Apply Early Decision (ED) or Early Action (EA) for Music?

Not all schools offer the option to apply Early Decision (ED) or Early Action (EA) for music.

But for those that do, it’s vitally important to research ED and EA before applying.

What does Early Decision mean for a music applicant?

• Apply earlier than the regular decision time – typically in November (up to a month earlier). 

• Receive notification about acceptance early, typically in December.

• ED is binding. You, your parents or legal guardians, and your high school counselor sign an agreement stating you are committed to attending the school you’re applying to ED if you get an acceptance. 

• If you accept an ED offer, you must withdraw all other applications and forfeit any outstanding auditions. 

• You may need to send a nonrefundable deposit before May 1 to the school you’re accepted to ED.

• Since ED is binding, apply to only one school as an ED applicant. Apply to other schools as a regular admission applicant.

• You won’t know what merit and other financial assistance will be offered until after you’re accepted.

Who is a good candidate for applying Early Decision?

• Students who are confident in their first-choice school.

• Students whose GPA fits with the school where they’re applying. 

• Students who believe the school matches their own criteria for choosing a “good fit” school. 

• Students who find the financial obligation manageable if they are accepted to their ED choice, since they won’t know the merit and other financial assistance they’ll be offered when they apply.

Upsides of applying early

• The application ordeal is over sooner assuming you’re accepted.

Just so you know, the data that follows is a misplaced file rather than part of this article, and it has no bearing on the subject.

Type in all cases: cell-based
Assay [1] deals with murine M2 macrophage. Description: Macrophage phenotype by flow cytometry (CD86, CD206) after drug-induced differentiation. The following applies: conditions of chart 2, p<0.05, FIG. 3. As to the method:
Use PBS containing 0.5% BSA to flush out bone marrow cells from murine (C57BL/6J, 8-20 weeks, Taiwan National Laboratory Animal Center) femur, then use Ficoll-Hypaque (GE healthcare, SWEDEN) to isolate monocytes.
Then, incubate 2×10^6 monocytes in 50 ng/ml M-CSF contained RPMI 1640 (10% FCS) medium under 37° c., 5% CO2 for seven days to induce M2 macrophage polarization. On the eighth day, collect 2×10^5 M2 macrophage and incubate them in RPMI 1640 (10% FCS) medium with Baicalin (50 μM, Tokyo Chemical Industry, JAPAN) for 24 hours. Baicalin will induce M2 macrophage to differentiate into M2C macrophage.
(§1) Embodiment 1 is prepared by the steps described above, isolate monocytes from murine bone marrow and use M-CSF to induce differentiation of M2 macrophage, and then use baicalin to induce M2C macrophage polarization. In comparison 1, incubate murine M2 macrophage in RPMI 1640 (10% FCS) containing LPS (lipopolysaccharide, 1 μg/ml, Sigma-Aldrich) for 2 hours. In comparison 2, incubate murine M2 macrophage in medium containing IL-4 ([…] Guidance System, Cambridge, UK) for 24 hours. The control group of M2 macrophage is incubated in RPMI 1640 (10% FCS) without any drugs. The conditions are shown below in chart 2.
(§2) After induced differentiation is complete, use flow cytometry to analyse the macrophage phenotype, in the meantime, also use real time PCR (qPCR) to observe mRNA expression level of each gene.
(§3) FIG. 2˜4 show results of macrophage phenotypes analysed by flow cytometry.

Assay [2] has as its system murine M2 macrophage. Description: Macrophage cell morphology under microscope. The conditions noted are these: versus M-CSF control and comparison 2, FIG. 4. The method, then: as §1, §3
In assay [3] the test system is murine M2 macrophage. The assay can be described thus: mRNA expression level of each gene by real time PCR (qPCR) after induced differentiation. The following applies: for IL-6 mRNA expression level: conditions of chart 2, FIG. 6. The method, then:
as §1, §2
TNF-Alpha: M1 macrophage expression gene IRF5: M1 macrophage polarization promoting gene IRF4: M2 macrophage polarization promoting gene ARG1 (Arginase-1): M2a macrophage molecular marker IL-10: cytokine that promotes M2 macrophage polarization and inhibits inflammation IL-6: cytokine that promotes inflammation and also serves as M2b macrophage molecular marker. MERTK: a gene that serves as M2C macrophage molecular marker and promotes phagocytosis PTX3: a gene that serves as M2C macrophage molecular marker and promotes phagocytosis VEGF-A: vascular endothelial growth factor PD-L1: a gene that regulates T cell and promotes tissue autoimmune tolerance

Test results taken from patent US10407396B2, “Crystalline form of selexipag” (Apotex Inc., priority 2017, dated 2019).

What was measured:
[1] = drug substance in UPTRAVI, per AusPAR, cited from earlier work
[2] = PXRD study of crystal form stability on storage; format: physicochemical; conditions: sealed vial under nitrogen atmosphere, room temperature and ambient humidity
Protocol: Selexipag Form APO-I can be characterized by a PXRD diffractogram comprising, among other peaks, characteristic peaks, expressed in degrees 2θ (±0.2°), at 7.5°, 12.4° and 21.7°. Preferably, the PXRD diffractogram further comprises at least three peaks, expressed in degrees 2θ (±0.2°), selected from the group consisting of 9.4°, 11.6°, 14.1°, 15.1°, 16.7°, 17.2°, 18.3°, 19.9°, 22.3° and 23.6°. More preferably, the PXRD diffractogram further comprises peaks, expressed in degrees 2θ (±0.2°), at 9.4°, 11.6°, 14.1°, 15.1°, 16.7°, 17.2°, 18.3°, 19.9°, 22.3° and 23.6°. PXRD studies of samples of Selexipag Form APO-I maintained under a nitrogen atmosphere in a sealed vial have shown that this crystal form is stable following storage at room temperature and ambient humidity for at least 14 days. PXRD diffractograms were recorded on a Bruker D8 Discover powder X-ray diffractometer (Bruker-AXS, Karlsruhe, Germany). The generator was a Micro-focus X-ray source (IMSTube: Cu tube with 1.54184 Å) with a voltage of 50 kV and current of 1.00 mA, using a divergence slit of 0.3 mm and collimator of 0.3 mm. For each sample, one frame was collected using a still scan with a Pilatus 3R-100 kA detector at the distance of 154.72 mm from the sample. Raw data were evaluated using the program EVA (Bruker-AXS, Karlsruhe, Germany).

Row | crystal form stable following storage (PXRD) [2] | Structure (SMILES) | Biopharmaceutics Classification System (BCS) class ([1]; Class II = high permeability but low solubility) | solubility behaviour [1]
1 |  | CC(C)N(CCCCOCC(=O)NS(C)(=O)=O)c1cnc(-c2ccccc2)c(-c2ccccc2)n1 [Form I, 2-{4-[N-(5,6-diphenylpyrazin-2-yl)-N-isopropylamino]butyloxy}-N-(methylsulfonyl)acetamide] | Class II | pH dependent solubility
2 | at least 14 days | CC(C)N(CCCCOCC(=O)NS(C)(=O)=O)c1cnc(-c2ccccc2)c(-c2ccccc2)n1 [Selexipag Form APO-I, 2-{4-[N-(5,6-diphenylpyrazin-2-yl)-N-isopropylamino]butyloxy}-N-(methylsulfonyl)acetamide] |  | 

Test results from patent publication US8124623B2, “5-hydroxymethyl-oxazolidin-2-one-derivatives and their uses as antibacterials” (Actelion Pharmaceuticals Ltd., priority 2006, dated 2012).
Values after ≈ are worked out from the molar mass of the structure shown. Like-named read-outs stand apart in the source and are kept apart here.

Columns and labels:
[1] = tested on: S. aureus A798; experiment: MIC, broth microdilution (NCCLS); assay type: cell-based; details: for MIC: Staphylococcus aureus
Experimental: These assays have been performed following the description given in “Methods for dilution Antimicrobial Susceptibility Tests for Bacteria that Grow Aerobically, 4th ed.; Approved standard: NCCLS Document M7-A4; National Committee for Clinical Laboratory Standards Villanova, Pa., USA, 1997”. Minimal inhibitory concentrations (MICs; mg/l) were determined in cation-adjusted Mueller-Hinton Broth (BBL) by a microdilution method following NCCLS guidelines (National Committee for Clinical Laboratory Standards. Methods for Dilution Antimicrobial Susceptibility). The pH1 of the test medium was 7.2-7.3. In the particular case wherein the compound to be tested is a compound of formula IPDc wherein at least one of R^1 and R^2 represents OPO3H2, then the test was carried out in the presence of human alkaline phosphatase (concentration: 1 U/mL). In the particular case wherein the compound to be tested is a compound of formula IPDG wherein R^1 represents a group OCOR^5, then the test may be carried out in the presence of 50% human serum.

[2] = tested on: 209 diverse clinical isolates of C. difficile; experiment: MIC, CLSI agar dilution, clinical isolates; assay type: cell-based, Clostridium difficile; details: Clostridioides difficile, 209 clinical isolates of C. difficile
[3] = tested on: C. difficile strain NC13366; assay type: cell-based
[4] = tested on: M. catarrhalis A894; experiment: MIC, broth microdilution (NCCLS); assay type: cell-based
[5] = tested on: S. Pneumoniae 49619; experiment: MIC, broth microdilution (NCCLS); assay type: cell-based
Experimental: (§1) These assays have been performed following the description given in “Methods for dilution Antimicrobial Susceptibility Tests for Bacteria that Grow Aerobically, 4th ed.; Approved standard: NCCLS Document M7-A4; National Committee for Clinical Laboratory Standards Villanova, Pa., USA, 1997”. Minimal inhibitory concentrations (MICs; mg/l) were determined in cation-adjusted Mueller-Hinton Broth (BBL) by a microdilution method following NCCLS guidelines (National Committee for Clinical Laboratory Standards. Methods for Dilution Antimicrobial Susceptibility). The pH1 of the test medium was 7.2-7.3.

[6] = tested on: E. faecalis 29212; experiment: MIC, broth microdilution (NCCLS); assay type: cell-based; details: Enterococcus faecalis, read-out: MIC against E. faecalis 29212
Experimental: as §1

• Fewer applications to fill out save time and expense.

• If you’re not accepted, you’ll know sooner so you can rethink your plans and apply elsewhere. 

Downsides of applying ED

• Lack of time and/or financial means to visit schools early to decide where to apply ED.

• Inability to compare scholarship and financial aid offers before you’re accepted.

• Not knowing for sure what your cost of attendance will be until your acceptance comes through and any scholarships/financial aid offers are clarified.

• Not being able to compare and contrast financial offers from other schools if accepted ED.

Note that some schools offer a binding ED2, where the deadline for applying is later than ED1, sometimes as late as the regular decision application deadline. Other schools offer non-binding ED2. Be sure you know the expectations of each school before you apply!

What about Early Action?

• Early Action is not binding. 

• Apply early but not as early as ED.

• Receive notification typically in January or February about whether you’re accepted.

• Apply to other schools under regular admission plans.

Does applying early increase your chance of acceptance?

Not necessarily, especially in music. This is a good question to ask the admissions office at each school you’re considering, since every school is different.

Some schools that offer ED and/or EA will not accept you early but will instead re-evaluate your application during the regular admissions timeframe. 

Don’t let your guard down after applying early!

Students who think they can let their academics slide once they’re accepted early could be in for a rude awakening. There are instances where schools have rescinded their offers to students who let their academics go or who got into trouble with the law after applying early.

What if you change your mind after being accepted ED?

This gets tricky. You’ve signed a binding contract. Unless you can demonstrate that you cannot afford the school after they’ve offered financial assistance, you’re obligated. Should the school decide to let you out of the ED, you’ll definitely lose your deposit. And you won’t be able to apply early decision to another school until the next application cycle.

Thank you to the following for contributing to this article:

Megan Grady, Director of Recruitment & Enrollment
Carnegie Mellon University School of Music

Amanda Harrington, Former Admissions Coordinator
Boston University School of Music

Molly Jewell, Associate Director of Admissions
Vanderbilt University Blair School of Music

Mary Kate Smith, Director of Admissions
Lawrence University Conservatory of Music

Photo by: Desola Lanre-Ologun 


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